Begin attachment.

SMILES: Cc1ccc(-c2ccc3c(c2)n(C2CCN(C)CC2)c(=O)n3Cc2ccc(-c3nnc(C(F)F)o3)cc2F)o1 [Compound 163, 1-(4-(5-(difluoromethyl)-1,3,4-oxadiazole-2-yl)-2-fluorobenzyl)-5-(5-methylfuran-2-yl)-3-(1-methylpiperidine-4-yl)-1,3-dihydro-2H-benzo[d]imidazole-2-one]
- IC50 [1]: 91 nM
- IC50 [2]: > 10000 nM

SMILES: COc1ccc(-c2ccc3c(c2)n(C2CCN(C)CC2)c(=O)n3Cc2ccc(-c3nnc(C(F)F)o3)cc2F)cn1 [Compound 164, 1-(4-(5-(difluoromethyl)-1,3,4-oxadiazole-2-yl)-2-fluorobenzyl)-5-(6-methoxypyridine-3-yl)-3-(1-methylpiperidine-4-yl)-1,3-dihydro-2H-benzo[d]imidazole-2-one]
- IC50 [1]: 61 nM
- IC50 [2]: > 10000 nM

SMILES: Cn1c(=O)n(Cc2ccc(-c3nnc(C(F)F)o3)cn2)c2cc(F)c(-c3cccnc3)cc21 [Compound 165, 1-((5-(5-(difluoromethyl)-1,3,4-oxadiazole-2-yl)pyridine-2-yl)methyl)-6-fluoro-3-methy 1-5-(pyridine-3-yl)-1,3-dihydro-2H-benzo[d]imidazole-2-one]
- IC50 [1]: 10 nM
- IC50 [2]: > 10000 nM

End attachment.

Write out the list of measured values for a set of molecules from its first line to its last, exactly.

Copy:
SMILES: Cc1ccc(-c2ccc3c(c2)n(C2CCN(C)CC2)c(=O)n3Cc2ccc(-c3nnc(C(F)F)o3)cc2F)o1 [Compound 163, 1-(4-(5-(difluoromethyl)-1,3,4-oxadiazole-2-yl)-2-fluorobenzyl)-5-(5-methylfuran-2-yl)-3-(1-methylpiperidine-4-yl)-1,3-dihydro-2H-benzo[d]imidazole-2-one]
- IC50 [1]: 91 nM
- IC50 [2]: > 10000 nM

SMILES: COc1ccc(-c2ccc3c(c2)n(C2CCN(C)CC2)c(=O)n3Cc2ccc(-c3nnc(C(F)F)o3)cc2F)cn1 [Compound 164, 1-(4-(5-(difluoromethyl)-1,3,4-oxadiazole-2-yl)-2-fluorobenzyl)-5-(6-methoxypyridine-3-yl)-3-(1-methylpiperidine-4-yl)-1,3-dihydro-2H-benzo[d]imidazole-2-one]
- IC50 [1]: 61 nM
- IC50 [2]: > 10000 nM

SMILES: Cn1c(=O)n(Cc2ccc(-c3nnc(C(F)F)o3)cn2)c2cc(F)c(-c3cccnc3)cc21 [Compound 165, 1-((5-(5-(difluoromethyl)-1,3,4-oxadiazole-2-yl)pyridine-2-yl)methyl)-6-fluoro-3-methy 1-5-(pyridine-3-yl)-1,3-dihydro-2H-benzo[d]imidazole-2-one]
- IC50 [1]: 10 nM
- IC50 [2]: > 10000 nM